support, fall short of demonstrating that the plaintiffs are presently without the funds to satisfy an award, or that they will likely remain without such funds in the future. In fact, counsel's claim of indigence is contradicted to some extent by financial records that Washington produced during discovery. Those records show that Washington's company had revenues in 2001 of $171,500.00, and that, in 1999, he had a gross income of $122,442.00. See Exhibits C and G to Defendants' Reply Brief in Support of Motion for Related Nontaxable Expenses. Especially in light of this evidence, counsel's hunch concerning her clients' inability to pay is not sufficient to overcome the presumption that the defendants are entitled to recover their costs. In short, the Court is not persuaded that the plaintiffs are indigent, and the Court will, therefore, not reject the defendants' costs request on this basis.
Having decided that the defendants are entitled to an award of costs, the Court must still determine whether the expenses claimed are recoverable, and the Court must still assess the reasonableness of the costs requested. See Cengr v. Fusibond Piping Sys., Inc., 135 F.3d 445, 454 (7th Cir. 1998). The costs that may be recovered under 54(d)(1) are specified in 28 U.S.C. § 1920. Id. at 454 (citing Weeks, 126 F.3d at 945). Under section 1920, the following costs are recoverable: "(1) Fees of the clerk and marshal; (2) Fees of the court reporter for all or any part [ Page 7]
of the stenographic transcript necessarily obtained for use in the case; (3) Fees and disbursements for printing and witnesses; (4) Fees for exemplification and copies of papers necessarily obtained for use in the case; (5) Docket fees under section 1923 of this title; (6) Compensation of court appointed experts, compensation of interpreters, and salaries, fees, expenses, and costs of special interpretation services under section 1828 of this title." 28 U.S.C. § 1920 (West 2003).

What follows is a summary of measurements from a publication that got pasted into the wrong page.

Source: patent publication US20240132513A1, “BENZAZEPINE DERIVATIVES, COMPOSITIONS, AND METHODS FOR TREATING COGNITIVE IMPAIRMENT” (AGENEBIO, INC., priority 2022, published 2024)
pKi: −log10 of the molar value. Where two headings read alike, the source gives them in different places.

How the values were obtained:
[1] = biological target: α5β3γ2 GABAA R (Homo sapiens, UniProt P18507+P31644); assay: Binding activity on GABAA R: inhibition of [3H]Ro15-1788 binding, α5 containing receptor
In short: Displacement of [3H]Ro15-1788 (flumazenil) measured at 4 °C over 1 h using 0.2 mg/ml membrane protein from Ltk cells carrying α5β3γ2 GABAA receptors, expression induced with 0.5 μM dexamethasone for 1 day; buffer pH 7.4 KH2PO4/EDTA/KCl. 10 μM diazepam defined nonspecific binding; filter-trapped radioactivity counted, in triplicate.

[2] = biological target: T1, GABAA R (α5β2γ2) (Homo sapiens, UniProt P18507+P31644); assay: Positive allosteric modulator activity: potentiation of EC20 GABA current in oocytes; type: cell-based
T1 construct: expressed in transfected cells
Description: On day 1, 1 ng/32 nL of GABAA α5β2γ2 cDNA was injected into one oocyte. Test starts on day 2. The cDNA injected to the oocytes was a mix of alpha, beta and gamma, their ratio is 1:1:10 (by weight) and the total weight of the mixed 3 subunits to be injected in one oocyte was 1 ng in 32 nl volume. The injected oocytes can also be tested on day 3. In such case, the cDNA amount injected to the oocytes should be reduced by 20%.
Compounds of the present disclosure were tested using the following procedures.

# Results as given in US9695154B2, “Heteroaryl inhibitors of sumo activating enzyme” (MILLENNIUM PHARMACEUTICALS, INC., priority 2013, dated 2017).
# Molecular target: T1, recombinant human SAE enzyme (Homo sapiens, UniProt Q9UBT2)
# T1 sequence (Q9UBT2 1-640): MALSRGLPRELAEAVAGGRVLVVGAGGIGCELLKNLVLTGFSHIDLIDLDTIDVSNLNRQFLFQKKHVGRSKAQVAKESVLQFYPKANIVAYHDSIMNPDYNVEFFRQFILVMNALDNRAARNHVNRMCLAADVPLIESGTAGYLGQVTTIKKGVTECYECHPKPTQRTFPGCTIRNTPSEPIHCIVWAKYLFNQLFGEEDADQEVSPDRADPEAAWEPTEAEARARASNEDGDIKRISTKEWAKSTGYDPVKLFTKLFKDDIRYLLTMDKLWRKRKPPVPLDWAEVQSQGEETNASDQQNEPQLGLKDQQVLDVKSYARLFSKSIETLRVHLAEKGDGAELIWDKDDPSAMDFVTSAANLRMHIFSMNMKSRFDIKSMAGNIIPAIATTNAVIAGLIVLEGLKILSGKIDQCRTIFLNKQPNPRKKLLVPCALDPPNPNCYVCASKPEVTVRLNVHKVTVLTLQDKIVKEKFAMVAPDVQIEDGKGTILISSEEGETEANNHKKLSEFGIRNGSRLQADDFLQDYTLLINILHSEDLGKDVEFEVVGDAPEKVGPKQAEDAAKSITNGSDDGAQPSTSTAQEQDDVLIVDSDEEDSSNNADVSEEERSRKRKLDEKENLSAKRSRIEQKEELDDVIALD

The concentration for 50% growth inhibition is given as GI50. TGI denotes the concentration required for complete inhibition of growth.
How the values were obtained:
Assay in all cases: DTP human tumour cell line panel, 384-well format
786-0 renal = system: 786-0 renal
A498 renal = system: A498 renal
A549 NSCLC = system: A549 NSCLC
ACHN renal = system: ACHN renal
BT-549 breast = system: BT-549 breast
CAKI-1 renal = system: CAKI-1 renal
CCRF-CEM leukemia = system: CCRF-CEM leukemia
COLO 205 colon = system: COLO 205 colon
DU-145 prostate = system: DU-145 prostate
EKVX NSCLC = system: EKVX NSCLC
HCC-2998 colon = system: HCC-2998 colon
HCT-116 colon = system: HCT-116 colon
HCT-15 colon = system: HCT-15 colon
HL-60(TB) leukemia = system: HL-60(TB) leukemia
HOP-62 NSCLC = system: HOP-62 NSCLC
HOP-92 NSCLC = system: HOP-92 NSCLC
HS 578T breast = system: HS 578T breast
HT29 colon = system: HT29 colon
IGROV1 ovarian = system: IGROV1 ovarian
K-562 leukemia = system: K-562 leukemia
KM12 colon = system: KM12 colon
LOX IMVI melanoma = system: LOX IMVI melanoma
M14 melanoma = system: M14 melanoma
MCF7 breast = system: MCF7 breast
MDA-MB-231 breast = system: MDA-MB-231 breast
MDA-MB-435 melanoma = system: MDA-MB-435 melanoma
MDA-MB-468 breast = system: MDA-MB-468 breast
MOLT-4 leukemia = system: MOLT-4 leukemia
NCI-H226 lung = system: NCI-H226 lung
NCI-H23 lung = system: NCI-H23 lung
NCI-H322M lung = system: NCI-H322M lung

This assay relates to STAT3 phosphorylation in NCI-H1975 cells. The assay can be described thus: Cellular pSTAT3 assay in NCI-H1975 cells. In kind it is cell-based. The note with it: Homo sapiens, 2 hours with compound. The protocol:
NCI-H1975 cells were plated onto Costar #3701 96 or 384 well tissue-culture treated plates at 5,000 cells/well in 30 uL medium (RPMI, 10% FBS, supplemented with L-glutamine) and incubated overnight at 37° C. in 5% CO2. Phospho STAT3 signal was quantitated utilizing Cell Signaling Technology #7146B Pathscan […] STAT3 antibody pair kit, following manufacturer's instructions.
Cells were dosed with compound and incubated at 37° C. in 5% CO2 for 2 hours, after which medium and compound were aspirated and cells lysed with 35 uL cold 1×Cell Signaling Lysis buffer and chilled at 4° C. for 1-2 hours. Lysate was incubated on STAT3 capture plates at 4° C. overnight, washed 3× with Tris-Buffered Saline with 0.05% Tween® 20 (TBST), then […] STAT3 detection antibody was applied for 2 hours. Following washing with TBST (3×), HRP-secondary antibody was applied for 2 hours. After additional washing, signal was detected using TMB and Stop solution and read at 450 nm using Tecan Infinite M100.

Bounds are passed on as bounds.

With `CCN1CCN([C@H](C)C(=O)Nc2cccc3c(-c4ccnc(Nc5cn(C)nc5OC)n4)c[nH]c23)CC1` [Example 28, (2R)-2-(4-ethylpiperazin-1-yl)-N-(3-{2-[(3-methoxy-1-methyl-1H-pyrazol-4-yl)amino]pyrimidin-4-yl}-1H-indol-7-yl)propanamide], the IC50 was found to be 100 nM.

The defendants first seek to recover costs incurred in connection with various depositions taken in the case. Such fees are generally recoverable, as long as the transcripts were "necessarily obtained for use in the case." 28 U.S.C. § 1920(2). To determine whether the transcripts were "necessarily obtained for use in this case," the Court asks "whether the deposition was `reasonably necessary' to the case at the time it was taken. . . ." Cengr, 135 F.3d at 455 (citing Finchum v. Ford Motor Co., 57 F.3d 526, 534 (7th Cir. 1995). The depositions for which the defendants seek reimbursement are those of the plaintiffs (Washington and Parker), Washington's physician (Dr. Tucker), and an eyewitness to the events (Sylvia Jurisch). The plaintiffs do not dispute that these depositions were necessarily obtained for use in the case, and the Court has no reason to doubt that this is so, In fact, the Court specifically relied upon these transcripts in granting summary judgment in the defendants' [ Page 8]
favor, and, accordingly, the Court finds that the defendants are entitled to recover these costs.